We just mentioned templates in the above tip, and they’re a great way to ensure your brand guidelines are being followed on a repeated basis. Yes, it will involve a little upfront work from you, but it will make things so much easier in the long run.

Create simple templates for resources that are commonly created across your organization — things like PDF sheets, slide decks, social media posts, and more. By doing this, you’re giving people more than just branding inspiration. You’re actually offering them the skeleton of what they need to create. 

Of course, those templates can be customized by different employees for their specific needs. However, the important elements like colors, fonts, spacing, and more will be pre-set — meaning people don’t even need to worry about them the way they would if they were starting completely from scratch.

Just remember that you’ll need to update these templates if and when any of your guidelines change (more on that in a moment!).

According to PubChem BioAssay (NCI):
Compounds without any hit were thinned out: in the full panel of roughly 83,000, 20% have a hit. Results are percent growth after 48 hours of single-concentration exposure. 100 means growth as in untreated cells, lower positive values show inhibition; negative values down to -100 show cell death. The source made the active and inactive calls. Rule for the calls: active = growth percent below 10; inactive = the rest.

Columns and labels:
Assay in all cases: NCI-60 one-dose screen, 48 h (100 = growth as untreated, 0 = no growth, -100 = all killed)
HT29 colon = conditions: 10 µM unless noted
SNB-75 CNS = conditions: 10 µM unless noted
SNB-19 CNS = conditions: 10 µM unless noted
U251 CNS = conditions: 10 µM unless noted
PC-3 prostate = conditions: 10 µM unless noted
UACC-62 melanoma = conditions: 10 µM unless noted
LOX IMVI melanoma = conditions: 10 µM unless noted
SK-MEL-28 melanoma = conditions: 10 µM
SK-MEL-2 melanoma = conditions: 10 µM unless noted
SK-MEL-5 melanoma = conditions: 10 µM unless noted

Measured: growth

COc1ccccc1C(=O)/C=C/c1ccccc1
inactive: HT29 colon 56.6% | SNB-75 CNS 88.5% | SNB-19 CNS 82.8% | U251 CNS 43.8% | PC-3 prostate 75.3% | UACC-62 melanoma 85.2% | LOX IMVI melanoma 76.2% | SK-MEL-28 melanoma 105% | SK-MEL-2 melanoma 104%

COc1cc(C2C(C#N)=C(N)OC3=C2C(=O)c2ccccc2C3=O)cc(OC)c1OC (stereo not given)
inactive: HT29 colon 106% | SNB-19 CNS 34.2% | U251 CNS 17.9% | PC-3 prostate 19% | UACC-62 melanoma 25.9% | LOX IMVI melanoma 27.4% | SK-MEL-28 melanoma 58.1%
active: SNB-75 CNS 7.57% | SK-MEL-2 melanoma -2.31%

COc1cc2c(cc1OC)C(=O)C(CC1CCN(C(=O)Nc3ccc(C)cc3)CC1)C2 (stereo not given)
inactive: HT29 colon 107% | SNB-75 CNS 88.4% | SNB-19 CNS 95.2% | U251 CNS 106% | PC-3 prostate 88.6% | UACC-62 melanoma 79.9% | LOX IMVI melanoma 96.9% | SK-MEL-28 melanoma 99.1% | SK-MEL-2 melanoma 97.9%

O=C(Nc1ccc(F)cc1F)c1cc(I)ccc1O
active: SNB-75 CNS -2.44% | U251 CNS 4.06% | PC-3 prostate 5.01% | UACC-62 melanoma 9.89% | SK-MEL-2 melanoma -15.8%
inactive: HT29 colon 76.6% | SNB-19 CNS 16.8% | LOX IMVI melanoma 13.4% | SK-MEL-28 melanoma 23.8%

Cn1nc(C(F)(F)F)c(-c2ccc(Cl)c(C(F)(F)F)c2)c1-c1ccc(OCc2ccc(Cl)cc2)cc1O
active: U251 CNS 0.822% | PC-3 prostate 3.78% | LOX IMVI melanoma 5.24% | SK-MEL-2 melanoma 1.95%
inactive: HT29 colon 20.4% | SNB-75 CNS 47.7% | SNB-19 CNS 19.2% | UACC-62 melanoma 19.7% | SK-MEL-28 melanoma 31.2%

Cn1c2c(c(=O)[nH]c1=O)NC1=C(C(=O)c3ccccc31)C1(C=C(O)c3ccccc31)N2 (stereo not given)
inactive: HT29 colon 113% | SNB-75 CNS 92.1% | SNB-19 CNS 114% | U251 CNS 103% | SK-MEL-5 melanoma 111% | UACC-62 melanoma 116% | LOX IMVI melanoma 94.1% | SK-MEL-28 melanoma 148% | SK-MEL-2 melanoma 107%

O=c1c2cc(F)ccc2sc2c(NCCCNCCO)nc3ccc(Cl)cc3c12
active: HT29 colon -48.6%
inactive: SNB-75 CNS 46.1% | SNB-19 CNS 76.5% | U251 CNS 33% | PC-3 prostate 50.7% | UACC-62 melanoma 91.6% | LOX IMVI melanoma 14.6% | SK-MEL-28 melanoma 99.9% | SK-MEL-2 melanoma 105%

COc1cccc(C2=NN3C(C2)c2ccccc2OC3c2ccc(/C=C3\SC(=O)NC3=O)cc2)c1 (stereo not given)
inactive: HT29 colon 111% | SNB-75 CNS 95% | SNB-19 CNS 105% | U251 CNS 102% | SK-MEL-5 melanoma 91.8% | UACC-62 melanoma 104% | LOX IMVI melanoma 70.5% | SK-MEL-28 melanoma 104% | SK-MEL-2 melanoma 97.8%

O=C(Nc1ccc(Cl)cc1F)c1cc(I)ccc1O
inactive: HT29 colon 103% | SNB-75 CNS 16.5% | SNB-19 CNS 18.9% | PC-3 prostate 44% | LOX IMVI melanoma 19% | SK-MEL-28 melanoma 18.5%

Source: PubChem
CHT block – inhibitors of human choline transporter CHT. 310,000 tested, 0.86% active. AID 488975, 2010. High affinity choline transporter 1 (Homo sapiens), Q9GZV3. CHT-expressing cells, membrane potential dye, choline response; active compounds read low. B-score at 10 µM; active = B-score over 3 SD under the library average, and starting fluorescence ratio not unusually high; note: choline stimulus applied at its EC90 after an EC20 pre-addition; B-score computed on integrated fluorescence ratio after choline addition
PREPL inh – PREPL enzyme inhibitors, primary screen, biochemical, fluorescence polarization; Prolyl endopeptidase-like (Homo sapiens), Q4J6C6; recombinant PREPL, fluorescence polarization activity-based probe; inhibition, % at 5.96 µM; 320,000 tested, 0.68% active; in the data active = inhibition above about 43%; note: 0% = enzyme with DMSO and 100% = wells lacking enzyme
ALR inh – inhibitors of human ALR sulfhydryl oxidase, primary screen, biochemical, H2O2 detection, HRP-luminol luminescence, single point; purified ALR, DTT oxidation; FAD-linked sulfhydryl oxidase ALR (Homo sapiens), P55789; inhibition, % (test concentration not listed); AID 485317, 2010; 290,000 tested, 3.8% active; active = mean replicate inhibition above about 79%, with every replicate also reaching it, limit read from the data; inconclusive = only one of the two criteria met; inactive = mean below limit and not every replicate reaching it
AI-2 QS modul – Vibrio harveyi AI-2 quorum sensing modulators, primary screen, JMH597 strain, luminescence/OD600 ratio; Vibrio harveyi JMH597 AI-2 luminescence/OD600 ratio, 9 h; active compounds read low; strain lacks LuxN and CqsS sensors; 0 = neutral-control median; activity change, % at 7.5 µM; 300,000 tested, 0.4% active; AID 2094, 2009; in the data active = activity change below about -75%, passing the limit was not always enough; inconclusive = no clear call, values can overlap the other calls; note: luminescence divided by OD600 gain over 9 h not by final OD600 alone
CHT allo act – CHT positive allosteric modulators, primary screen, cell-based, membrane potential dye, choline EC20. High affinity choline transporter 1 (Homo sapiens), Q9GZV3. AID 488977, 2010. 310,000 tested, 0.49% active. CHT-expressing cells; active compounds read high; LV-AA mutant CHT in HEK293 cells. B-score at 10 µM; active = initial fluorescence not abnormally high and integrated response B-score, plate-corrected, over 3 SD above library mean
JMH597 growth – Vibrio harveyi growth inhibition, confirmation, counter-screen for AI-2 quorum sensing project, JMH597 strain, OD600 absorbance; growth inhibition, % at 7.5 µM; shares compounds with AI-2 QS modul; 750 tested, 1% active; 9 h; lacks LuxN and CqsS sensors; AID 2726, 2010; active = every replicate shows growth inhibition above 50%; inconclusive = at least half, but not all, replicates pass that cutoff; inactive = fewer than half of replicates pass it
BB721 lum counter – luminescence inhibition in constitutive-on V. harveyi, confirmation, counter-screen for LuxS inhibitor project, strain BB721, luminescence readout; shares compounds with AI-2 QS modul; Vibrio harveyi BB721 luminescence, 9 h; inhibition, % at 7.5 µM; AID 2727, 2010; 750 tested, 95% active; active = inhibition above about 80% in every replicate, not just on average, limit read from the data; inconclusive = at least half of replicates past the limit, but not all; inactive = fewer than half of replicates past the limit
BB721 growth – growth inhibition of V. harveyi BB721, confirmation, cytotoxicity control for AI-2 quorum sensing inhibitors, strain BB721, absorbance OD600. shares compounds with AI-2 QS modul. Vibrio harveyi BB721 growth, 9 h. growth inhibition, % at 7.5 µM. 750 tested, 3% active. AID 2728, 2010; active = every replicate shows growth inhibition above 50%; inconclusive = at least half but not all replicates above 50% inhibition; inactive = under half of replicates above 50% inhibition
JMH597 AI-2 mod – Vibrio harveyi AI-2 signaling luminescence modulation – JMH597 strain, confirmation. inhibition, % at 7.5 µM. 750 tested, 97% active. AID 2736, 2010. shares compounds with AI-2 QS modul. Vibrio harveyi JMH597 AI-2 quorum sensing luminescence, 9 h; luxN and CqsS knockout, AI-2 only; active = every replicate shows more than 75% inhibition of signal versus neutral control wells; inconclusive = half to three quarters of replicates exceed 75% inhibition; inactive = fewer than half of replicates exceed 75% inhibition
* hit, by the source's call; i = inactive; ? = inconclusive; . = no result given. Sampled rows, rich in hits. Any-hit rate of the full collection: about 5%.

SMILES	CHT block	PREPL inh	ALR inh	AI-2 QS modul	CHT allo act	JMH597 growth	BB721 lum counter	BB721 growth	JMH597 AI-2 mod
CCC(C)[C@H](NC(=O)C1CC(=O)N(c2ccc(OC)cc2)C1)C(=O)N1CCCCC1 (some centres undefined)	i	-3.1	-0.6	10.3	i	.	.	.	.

5. Provide a friendly nudge.

Here’s a question: When’s the last time you looked at your employee handbook?

It’s been a while, hasn’t it? You probably haven’t so much as glanced at it since your first week on the job. 

Well, most people probably think of your branding guidelines in the same way. They take a quick skim through them once out of a sense of obligation, and then promptly forget about them in favor of more pressing things.

It’s your job to keep those guidelines top of mind for everyone. So, whenever you see something being used incorrectly or know that the end of the quarter is coming up and the sales team will be pulling together a lot of sales sheets and other assets, drop in with a friendly reminder.

This can be as simple as a polite message in your company Slack channel or a brief email with a link to your guidelines. Here’s what this could look like: 

Hey, team!